A man walks across the seal of the Central Intelligence Agency at the lobby of the Original Headquarters Building at the CIA headquarters on Feb. 19, 2009 in McLean, Va.
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Trump’s CIA chief nominee ‘can’t imagine’ being asked to torture

When Donald Trump tapped Rep. Mike Pompeo (R-Kan.) to lead the CIA, civil-liberties proponents howled. As a far-right congressman, Pompeo pushed an aggressively conservative line on issues such as government surveillance, detention facilities, and even torture.

Indeed, when the Senate Intelligence Community released a report in 2014 on Bush-era “enhanced interrogation,” the Kansas Republican not only condemned the document’s publication, but said of the relevant officials, “These men and women are not torturers, they are patriots…. The programs being used were within the law, within the Constitution.”

As his CIA confirmation hearing got underway this morning, however, Pompeo adopted a very different posture. The Hill reported:
Donald Trump’s pick to lead the CIA on Thursday told lawmakers that he would “absolutely not” comply with an order from the president-elect to resume the use of interrogation techniques considered by the international community to be torture.

“Moreover, I can’t imagine that I would be asked that by the president-elect,” Rep. Mike Pompeo (R-Kan.) said in response to questions from Sen. Dianne Feinstein (D-Calif.)…. Asked if he could commit to senators that the CIA is “out of the enhanced interrogation business,” Pompeo affirmed that, “You have my full commitment.”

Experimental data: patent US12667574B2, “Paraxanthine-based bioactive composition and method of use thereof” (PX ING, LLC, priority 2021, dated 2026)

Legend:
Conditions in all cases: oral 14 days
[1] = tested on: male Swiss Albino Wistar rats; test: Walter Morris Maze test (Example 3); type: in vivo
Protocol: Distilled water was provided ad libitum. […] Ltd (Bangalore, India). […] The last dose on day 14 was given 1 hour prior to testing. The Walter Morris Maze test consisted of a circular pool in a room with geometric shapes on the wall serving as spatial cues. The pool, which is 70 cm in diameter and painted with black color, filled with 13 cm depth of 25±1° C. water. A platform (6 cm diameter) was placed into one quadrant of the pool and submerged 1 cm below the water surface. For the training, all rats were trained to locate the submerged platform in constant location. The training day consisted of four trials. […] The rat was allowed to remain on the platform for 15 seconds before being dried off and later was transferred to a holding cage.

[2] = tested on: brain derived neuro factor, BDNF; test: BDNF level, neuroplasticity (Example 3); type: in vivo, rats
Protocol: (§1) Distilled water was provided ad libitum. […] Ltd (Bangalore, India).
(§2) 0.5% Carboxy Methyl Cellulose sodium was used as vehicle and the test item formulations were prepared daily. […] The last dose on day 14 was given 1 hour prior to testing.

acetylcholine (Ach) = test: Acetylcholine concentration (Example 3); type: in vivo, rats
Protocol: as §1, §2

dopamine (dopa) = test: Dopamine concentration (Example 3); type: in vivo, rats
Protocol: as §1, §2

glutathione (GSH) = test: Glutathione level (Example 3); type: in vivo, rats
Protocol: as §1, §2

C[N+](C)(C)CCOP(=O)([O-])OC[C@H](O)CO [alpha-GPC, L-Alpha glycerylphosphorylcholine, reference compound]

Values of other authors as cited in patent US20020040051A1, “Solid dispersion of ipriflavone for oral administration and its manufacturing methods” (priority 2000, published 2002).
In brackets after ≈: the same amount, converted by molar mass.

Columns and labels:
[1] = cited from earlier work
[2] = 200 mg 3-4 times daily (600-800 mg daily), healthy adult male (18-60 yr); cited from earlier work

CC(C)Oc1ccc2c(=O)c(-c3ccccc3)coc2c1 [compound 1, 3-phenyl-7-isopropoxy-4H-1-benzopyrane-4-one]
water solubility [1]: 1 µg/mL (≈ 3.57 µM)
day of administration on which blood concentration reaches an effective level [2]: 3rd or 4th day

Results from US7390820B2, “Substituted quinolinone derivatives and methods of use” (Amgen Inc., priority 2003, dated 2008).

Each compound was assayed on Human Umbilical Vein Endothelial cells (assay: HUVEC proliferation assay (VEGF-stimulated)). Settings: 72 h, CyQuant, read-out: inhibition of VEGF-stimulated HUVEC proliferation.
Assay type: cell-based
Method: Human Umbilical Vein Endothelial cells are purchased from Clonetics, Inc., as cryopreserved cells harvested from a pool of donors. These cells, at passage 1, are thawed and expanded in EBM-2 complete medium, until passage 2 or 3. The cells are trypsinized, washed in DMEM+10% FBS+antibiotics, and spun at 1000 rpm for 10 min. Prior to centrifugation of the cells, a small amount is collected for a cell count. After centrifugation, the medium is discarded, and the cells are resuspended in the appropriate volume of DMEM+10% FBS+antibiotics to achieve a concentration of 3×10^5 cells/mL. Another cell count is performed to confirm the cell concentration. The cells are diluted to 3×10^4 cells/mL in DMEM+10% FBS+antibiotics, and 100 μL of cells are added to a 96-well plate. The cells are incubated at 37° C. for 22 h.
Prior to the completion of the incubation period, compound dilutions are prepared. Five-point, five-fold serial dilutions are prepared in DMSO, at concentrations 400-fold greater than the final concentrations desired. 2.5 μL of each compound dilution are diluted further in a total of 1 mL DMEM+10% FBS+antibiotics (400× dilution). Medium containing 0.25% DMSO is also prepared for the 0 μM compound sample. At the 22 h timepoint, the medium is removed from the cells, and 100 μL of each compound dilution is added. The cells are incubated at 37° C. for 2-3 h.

First, while the testimony was encouraging, this certainly seems to be a departure from comments the congressman has made in the past.

Second, Pompeo “can’t imagine” being asked by the Trump White House to adopt torture policies? That’s odd – because I find it pretty easy to imagine it.

Remember, Trump went further than any major-party nominee in U.S. history when touting his support for torture during the campaign. As a candidate, he dismissed the Geneva Conventions as “out of date,” vowed to “take out” terrorists’ families, and when asked in February whether or not the United States would “chop off heads” of detainees under Trump’s policy, he didn’t answer directly.

Trump also argued during the GOP primaries that he wanted to torture suspected terrorists even “if it doesn’t work” in producing valuable intelligence, because “they deserve it anyway.”

The Republican not only promised to restore waterboarding practices – Trump called it a “minor form” of torture – he also vowed to bring back “a hell of a lot worse than waterboarding.”

If the nominee to lead the CIA “can’t imagine” the incoming president pushing the agency to torture, Pompeo’s imagination is clearly lacking.

CIA, Donald Trump and Torture

Trump's CIA chief nominee 'can't imagine' being asked to torture